A tour of a typical 911 center, the type of site that boasts a 911 CAD system like the ones Caliber Public Safety offers, will include a few things you’d expect. There are large synchronized time displays, which represent network-synchronized time across the 911 call center’s network. There are workstations at which call-takers and dispatchers do their work. There are support personnel in their various offices.
And there will usually be a small, dimly lighted room.
That room, regardless of whatever form it takes, is the reason 911 CAD systems are such an important means of supporting 911 operators and dispatchers. A 911 CAD system, or Computer Aided Dispatch system like CAD NG, automatically checks for priors, notices, BOLOS, premise records, response plan information, and more, all of which displays in the system’s incident window. With features like advanced mapping, embedded CIS Run NCIC, and other CJIS-related queries directly available through the 911 CAD System, the software ensures that critical information is provided to those who need it.
This critical information not only makes the operator or dispatcher’s job a little easier but helps get needed personnel where they need to go faster. At the same time, the 911 CAD system provides information that responding personnel need to protect their own lives while better protecting and serving the community at large. But the one thing the 911 CAD system will never do – that no 911 system, accessory, support product, or other programs can ever do – is eliminate the need for that small, dimly lighted room.
Most 911 call centers have them, in some form or other. It’s a place where operators and dispatchers can go to get away from their workstations, get some space from their latest call, and collect, compose, or calm themselves. The job of 911 call center personnel is not merely fast-paced and not simply demanding; it is an emotional and psychological burden that underscores just how difficult a job such personnel tackle on a daily basis.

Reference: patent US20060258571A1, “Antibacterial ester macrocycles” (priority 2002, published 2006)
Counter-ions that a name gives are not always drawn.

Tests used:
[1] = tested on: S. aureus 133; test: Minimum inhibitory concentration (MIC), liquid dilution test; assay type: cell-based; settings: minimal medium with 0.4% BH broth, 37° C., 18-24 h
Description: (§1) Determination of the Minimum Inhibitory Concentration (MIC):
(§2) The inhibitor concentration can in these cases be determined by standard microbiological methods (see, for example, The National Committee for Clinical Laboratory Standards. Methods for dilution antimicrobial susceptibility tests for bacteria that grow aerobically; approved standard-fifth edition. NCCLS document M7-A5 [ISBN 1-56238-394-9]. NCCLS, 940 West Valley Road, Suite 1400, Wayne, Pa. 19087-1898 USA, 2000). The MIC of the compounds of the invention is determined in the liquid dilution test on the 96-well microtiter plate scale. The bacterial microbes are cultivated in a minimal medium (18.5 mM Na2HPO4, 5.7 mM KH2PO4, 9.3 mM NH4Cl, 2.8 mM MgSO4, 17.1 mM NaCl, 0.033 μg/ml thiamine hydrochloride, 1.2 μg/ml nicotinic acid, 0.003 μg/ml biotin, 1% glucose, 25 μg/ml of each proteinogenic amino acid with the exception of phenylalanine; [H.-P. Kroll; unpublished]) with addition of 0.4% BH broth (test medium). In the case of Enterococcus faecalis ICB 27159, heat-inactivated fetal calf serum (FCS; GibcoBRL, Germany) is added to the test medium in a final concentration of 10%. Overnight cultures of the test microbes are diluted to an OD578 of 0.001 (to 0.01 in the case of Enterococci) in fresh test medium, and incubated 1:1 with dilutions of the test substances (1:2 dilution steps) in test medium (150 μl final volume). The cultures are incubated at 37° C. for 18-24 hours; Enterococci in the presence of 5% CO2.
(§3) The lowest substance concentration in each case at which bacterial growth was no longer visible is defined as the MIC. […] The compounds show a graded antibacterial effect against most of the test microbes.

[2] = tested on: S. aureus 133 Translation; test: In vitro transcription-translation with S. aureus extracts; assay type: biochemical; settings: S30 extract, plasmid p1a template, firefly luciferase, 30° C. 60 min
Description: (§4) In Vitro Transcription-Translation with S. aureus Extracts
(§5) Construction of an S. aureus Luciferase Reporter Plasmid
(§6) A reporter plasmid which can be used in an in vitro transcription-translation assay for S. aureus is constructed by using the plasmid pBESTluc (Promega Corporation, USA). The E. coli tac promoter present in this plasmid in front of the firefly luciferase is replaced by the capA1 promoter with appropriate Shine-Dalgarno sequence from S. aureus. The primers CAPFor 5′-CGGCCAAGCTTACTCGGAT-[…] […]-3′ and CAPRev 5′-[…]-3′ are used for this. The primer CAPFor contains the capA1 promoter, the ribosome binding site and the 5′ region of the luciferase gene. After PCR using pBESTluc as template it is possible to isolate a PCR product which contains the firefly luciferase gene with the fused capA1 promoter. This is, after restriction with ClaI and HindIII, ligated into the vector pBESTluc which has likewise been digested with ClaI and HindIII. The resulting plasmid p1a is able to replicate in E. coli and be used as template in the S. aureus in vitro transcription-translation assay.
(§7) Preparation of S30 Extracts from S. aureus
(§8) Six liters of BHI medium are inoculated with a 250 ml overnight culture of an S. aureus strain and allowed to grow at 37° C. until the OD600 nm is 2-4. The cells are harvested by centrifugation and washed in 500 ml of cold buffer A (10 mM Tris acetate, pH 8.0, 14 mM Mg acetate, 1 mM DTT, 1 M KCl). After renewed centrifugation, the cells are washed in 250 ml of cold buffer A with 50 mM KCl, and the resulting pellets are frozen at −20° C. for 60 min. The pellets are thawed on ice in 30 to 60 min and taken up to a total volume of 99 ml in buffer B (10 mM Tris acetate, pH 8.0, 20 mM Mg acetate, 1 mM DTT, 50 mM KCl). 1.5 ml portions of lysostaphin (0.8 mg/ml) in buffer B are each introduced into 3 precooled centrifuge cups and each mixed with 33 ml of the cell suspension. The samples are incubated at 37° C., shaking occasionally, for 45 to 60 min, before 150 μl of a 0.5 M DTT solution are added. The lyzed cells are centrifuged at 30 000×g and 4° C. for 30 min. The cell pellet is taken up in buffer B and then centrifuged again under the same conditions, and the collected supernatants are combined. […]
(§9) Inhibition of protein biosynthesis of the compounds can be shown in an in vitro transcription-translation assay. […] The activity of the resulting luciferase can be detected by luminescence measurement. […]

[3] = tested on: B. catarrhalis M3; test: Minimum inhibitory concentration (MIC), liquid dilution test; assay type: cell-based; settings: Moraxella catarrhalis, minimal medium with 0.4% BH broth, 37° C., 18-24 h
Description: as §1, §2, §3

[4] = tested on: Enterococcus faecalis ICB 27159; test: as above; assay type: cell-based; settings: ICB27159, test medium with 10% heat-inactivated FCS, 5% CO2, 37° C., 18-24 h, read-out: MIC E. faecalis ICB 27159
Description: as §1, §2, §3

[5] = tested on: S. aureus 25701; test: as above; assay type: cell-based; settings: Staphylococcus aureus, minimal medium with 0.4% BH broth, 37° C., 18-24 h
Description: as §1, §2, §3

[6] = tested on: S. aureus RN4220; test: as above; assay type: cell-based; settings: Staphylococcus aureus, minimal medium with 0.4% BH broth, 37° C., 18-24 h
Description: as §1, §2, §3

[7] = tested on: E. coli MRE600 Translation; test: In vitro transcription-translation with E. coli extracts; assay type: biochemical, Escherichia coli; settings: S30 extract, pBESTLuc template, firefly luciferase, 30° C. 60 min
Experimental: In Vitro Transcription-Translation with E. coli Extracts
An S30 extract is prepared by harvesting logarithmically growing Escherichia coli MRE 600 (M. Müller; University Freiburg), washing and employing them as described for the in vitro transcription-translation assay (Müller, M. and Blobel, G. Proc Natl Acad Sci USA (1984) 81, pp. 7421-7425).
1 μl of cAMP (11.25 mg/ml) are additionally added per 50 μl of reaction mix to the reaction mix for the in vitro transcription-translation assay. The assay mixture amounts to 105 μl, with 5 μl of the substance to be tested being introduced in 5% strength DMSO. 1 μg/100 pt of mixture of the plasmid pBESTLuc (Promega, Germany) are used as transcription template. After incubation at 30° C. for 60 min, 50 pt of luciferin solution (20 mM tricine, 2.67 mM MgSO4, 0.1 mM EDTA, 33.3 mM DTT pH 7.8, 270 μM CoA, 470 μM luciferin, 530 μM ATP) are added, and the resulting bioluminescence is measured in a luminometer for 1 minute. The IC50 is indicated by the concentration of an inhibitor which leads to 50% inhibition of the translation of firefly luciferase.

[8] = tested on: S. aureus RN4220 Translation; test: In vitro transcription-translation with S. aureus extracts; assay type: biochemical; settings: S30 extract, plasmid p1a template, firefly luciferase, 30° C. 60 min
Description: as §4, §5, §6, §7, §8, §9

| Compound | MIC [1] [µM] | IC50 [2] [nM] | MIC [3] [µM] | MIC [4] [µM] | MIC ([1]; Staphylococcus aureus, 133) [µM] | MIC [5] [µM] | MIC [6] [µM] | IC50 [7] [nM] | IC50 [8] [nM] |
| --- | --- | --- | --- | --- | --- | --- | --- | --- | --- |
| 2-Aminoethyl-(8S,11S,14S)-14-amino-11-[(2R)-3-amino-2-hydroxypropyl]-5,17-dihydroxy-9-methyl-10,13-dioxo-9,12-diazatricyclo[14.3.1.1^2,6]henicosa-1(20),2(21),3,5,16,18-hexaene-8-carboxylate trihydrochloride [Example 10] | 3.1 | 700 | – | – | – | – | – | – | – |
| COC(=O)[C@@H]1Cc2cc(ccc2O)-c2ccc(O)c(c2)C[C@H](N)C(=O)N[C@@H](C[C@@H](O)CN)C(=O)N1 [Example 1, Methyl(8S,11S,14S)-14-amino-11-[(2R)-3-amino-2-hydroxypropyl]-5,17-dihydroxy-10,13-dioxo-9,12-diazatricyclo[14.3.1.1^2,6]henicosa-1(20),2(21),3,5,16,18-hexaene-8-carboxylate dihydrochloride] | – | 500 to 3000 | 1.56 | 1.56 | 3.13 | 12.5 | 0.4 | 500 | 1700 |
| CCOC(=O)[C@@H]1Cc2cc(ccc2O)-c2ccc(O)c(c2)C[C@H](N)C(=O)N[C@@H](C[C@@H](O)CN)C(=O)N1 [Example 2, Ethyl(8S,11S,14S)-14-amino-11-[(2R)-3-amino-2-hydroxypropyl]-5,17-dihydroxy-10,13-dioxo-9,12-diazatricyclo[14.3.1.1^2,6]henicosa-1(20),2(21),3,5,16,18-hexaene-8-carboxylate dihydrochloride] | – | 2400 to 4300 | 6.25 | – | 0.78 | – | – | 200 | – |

As recounted by Zippia, there are around 66,000 911 operators in the United States, who (according to InTime) handle 240 million calls made in the United States every year. These calls range from the mundane to the medically urgent to the absolutely horrific. From medical emergencies like heart attacks, to automobile accidents, to active shooter incidents and other mass casualty events, the calls handled by personnel in a 911 center can take a crushing toll. Call center personnel are at risk for PTSD and burnout (a feeling of powerlessness, feeling overwhelmed, and hating the job), often accompanied by symptoms like chronic fatigue, insomnia, anxiety, and depression. The attrition rate is very high; the national turnover averages 14 to 17 percent nationwide.
Caliber is proud that its 911 CAD systems can help support these dedicated 911 personnel – men and women who take on so much in order to accomplish something so very important. The next time you think of the number “911,” take a moment to consider the people who are on the other end of the call… and who see to it that first responders get where they need to go as quickly as possible. There isn’t one of us who has not counted on the work these people do. We offer them our sincere thanks.